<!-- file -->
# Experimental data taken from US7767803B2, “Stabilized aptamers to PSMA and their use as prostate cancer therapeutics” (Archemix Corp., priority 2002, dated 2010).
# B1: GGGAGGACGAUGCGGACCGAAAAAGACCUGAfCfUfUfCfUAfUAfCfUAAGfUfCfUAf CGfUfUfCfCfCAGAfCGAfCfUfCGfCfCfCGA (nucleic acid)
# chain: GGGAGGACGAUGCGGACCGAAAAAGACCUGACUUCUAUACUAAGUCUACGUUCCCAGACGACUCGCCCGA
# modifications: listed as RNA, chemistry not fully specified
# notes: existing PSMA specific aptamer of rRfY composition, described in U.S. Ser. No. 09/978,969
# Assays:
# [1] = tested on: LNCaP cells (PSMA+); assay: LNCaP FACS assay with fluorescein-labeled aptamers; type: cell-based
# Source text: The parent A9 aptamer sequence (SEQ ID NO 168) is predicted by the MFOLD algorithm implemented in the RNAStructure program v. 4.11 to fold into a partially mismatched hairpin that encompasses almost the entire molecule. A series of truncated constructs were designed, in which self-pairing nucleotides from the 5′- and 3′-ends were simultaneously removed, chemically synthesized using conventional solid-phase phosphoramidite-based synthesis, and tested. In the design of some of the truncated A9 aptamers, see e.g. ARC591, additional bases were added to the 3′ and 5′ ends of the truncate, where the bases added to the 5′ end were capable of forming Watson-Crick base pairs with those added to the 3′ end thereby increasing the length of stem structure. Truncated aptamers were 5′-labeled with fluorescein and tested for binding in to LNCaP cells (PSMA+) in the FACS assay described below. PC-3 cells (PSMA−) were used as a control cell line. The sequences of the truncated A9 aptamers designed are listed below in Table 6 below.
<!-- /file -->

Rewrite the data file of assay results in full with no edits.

# Experimental data taken from US7767803B2, “Stabilized aptamers to PSMA and their use as prostate cancer therapeutics” (Archemix Corp., priority 2002, dated 2010).
# B1: GGGAGGACGAUGCGGACCGAAAAAGACCUGAfCfUfUfCfUAfUAfCfUAAGfUfCfUAf CGfUfUfCfCfCAGAfCGAfCfUfCGfCfCfCGA (nucleic acid)
# chain: GGGAGGACGAUGCGGACCGAAAAAGACCUGACUUCUAUACUAAGUCUACGUUCCCAGACGACUCGCCCGA
# modifications: listed as RNA, chemistry not fully specified
# notes: existing PSMA specific aptamer of rRfY composition, described in U.S. Ser. No. 09/978,969
# Assays:
# [1] = tested on: LNCaP cells (PSMA+); assay: LNCaP FACS assay with fluorescein-labeled aptamers; type: cell-based
# Source text: The parent A9 aptamer sequence (SEQ ID NO 168) is predicted by the MFOLD algorithm implemented in the RNAStructure program v. 4.11 to fold into a partially mismatched hairpin that encompasses almost the entire molecule. A series of truncated constructs were designed, in which self-pairing nucleotides from the 5′- and 3′-ends were simultaneously removed, chemically synthesized using conventional solid-phase phosphoramidite-based synthesis, and tested. In the design of some of the truncated A9 aptamers, see e.g. ARC591, additional bases were added to the 3′ and 5′ ends of the truncate, where the bases added to the 5′ end were capable of forming Watson-Crick base pairs with those added to the 3′ end thereby increasing the length of stem structure. Truncated aptamers were 5′-labeled with fluorescein and tested for binding in to LNCaP cells (PSMA+) in the FACS assay described below. PC-3 cells (PSMA−) were used as a control cell line. The sequences of the truncated A9 aptamers designed are listed below in Table 6 below.